The Federal Reserve Board found that U.S. consumer credit was up 8 percent at the annual rate in May, its fastest pace of the year. Total debt is now $2.58 trillion. Revolving credit lines grew faster than nonrevolving debt this month, up 11.7 percent versus 6.6 percent, respectively.
Revolving credit accounts total $870.2, with nonrevolving loans equaling $1.7 trillion. Revolving accounts balances – including credit cards and other lines of credit – had fallen by 4.9 percent in April, so May’s figure represents a turnaround from the previous month’s decline. This suggests an increased willingness on the part of consumers to take on debt for their purchases.
The nonrevolving loan level is an all-time high. Much of the recent growth has stemmed from auto and student loans. To illustrate this growth, federal government balances from student loans are over $100 billion greater than one year ago.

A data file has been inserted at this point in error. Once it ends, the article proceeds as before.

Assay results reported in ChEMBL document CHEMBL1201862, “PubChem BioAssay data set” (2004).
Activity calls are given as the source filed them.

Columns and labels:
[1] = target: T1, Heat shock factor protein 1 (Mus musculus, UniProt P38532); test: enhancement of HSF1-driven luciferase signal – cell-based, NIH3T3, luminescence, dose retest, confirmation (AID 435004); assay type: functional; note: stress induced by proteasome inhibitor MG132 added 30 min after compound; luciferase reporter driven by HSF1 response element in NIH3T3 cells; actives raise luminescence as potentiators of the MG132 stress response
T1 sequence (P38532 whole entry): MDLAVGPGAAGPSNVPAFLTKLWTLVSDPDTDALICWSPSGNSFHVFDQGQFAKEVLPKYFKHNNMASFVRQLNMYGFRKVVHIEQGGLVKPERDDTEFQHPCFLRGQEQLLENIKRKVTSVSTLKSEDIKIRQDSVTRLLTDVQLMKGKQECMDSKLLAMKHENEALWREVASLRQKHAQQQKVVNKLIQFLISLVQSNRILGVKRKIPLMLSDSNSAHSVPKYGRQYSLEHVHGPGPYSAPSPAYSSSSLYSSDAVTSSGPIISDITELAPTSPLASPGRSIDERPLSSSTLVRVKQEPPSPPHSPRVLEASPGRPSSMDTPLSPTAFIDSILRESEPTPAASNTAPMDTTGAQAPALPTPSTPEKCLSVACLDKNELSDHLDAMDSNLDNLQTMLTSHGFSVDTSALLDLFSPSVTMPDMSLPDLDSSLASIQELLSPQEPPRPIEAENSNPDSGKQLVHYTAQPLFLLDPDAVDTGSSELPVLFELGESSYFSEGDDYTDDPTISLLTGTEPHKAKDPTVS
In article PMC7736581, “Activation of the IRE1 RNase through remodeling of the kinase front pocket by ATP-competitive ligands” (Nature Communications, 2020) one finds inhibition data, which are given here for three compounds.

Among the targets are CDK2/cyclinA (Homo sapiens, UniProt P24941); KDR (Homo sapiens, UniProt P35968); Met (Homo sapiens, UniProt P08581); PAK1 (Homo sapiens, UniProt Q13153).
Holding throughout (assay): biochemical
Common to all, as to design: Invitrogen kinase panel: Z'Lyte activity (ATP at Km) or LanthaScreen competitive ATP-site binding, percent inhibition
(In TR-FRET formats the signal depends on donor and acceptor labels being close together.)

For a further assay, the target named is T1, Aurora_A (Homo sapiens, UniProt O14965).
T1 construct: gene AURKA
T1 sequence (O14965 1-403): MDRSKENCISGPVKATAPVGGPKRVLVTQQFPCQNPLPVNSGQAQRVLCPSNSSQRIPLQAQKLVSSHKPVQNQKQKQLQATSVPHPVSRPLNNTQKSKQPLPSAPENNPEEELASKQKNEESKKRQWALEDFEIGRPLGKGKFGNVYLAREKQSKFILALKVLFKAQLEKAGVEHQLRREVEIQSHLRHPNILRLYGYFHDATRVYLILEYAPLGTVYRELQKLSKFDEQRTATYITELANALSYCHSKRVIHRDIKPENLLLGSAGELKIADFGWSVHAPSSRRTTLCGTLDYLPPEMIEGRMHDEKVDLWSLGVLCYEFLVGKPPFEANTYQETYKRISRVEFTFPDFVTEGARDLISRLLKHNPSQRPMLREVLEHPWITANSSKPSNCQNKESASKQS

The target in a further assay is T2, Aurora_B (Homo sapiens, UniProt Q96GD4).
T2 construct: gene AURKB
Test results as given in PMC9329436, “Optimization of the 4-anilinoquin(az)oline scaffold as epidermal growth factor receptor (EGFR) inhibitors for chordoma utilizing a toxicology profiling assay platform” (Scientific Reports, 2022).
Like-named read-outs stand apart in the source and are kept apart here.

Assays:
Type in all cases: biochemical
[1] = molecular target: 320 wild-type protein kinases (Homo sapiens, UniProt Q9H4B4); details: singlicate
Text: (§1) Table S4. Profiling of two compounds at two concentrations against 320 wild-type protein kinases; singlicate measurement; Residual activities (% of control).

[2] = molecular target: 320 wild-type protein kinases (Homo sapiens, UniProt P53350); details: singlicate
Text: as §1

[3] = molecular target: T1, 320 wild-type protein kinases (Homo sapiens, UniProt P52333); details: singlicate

These numbers reinforce the notion that consumers continue to spend, even if that means that they are going further in debt to do so. This is true, of course, even as overall personal spending in May was essentially flat.
Chad Moutray is chief economist, National Association of Manufacturers.
Latest posts by Chad Moutray (see all)
- Dallas Fed: Manufacturing Conditions Improved in September, but Continued to Contract - September 26, 2016
- Kansas City Fed: Manufacturing Activity Rebounded a Little in August - September 22, 2016
- Federal Reserve Left Interest Rates Unchanged at its September Meeting - September 21, 2016